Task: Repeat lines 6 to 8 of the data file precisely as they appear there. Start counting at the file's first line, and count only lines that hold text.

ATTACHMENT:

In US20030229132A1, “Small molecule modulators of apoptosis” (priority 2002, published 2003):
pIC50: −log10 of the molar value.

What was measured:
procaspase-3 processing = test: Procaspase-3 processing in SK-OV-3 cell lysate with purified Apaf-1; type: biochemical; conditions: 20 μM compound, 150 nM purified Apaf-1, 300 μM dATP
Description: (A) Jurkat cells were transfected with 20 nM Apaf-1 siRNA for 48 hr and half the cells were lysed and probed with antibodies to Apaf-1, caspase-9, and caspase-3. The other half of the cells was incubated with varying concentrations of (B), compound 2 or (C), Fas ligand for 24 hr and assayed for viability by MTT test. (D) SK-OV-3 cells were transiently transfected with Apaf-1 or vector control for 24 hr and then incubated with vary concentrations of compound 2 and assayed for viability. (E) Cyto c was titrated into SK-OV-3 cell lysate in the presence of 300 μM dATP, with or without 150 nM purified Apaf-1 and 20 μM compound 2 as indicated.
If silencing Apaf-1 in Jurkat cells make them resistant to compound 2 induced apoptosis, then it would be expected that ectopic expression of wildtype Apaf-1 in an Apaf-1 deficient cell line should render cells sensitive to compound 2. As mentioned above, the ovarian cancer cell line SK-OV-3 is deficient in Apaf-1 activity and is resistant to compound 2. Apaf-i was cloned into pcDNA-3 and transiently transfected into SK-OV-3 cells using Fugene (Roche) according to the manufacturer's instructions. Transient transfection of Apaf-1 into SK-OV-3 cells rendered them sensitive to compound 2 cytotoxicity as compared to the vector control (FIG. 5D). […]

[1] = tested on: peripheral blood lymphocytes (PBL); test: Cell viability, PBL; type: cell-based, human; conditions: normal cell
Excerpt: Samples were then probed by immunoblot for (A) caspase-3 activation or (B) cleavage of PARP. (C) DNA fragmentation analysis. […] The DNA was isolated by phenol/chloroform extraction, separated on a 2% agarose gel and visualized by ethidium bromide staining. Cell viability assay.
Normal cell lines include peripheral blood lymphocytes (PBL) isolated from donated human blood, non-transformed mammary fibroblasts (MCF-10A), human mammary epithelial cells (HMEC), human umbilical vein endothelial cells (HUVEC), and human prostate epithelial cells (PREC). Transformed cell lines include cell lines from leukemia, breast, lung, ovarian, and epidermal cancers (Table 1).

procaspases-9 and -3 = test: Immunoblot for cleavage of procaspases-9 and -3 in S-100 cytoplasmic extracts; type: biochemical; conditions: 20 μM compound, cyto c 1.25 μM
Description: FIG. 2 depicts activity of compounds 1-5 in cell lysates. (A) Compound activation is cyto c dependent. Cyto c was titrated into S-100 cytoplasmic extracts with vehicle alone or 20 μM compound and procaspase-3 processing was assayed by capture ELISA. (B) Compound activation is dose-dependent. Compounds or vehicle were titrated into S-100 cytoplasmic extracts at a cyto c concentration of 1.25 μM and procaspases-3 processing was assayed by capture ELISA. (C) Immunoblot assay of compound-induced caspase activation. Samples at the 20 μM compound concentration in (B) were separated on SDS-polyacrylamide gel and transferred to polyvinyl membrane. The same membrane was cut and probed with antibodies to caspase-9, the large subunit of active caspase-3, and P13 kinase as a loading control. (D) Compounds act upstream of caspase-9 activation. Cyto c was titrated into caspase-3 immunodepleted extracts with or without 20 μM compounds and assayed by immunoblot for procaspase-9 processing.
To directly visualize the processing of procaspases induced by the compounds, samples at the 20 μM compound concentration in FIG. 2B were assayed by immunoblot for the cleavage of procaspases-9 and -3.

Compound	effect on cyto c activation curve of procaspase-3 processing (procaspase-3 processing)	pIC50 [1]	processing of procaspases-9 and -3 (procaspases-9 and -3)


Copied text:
If silencing Apaf-1 in Jurkat cells make them resistant to compound 2 induced apoptosis, then it would be expected that ectopic expression of wildtype Apaf-1 in an Apaf-1 deficient cell line should render cells sensitive to compound 2. As mentioned above, the ovarian cancer cell line SK-OV-3 is deficient in Apaf-1 activity and is resistant to compound 2. Apaf-i was cloned into pcDNA-3 and transiently transfected into SK-OV-3 cells using Fugene (Roche) according to the manufacturer's instructions. Transient transfection of Apaf-1 into SK-OV-3 cells rendered them sensitive to compound 2 cytotoxicity as compared to the vector control (FIG. 5D). […]

[1] = tested on: peripheral blood lymphocytes (PBL); test: Cell viability, PBL; type: cell-based, human; conditions: normal cell
Excerpt: Samples were then probed by immunoblot for (A) caspase-3 activation or (B) cleavage of PARP. (C) DNA fragmentation analysis. […] The DNA was isolated by phenol/chloroform extraction, separated on a 2% agarose gel and visualized by ethidium bromide staining. Cell viability assay.